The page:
On Friday, February 8 the Middlebury College Museum of Art opens the exhibition Linear Thinking: Sol LeWitt, Modern, Postmodern, and Contemporary Art from the Collection in its Overbrook Gallery. The exhibit, which was conceived in conjunction with several spring courses in the History of Art and Architecture, includes prints and one sculpture by artists in the museum’s collection as well as a temporary wall drawing by Sol LeWitt (1928–2007). With a preponderance of clearly delineated shapes, repeatable patterns, and sharp edges, the works on view demonstrate a variety of twentieth-century modes of art making. The allusive, flowing strokes of Henri Matisse and Pablo Picasso are offset by geometric rigidities imposed by Victor Vasarely and Richard Anuskiewicz. A sculpture by Anne Lilly moves in space according to a complex but fixed configuration of interconnected rods and gears. Joseph Albers’s Homage to the Square combines linear thinking with research on color theory.

Charles Daugherty, Abstraction
Charles Daugherty (American), Abstraction, c. 1940, lithograph on paper (left) and hand colored lithograph on paper (right), 10 x 4 inches each. Collection of Middlebury College Museum of Art, gift of Linda and Bill Goldstein, 2006.074 and 2006.075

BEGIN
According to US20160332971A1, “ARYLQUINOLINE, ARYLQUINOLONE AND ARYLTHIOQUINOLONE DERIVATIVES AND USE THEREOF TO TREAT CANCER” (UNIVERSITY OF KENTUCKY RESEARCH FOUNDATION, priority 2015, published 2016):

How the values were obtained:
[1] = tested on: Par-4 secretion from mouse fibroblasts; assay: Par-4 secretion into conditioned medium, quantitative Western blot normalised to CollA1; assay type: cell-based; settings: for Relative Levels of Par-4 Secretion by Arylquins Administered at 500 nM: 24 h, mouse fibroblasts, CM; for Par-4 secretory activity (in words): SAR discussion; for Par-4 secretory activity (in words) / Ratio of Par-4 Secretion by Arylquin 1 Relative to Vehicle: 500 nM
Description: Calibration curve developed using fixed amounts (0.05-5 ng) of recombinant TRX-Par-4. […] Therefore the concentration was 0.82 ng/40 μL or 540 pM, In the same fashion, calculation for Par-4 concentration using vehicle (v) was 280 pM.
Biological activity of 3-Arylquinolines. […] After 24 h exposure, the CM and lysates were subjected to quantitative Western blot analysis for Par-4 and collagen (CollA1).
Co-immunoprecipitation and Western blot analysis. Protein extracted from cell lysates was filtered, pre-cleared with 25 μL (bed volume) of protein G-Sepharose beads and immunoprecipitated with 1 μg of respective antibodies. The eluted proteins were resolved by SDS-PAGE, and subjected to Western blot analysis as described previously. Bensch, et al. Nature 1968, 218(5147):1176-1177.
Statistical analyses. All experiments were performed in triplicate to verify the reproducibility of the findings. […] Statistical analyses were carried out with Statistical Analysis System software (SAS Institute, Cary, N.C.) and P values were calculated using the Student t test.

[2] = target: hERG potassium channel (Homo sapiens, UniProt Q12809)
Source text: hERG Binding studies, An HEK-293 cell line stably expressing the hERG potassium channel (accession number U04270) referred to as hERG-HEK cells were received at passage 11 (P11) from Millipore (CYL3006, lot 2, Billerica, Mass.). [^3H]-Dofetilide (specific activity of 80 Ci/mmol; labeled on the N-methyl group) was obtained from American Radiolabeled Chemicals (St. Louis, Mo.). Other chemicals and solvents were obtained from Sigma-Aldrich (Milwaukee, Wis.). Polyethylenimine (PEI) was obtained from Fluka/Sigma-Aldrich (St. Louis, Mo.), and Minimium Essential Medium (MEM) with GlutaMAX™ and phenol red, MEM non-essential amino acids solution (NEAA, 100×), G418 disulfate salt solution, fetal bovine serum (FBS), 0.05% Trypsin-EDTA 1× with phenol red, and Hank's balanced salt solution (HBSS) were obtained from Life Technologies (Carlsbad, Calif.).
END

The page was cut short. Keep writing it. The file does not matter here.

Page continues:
Beginning in the late 1960s and until his death Sol LeWitt was widely celebrated for the extraordinary drawings and paintings that he devised for others to install on the walls of art museums and galleries around the world. A conceptual artist who devised his practice in response to the autographic and romantic self-expression associated with modern art, LeWitt instituted a strategy for making art that would be untouched by the artist’s own hand.

LeWitt’s Wall Drawing #394, which was first conceived in 1983 at the Musée d’Art Contemporain de Bordeaux in France, is on loan to the museum from the artist’s estate and will be installed during the week of February 25 by students in Professor Edward Vazquez’s course “Minimalism: Art, Objects, and Experience.” The drawing comes with a heavily detailed set of instructions to be followed. It specifies the materials to be used—Caran D’ache, Neo Color II, water soluble crayons, Black #7500—as well as the orientation of each line the participants are invited to draw. The individual draftsman can choose whether to draw a vertical, horizontal, or diagonal line, but each line must be placed within a 12-inch module of a grid that will cover an entire wall of the gallery. Museum preparators will install the grid during the first weeks the exhibition is on view. The wall project, which will take some fifty hours of labor, will proceed while the museum is open to the public.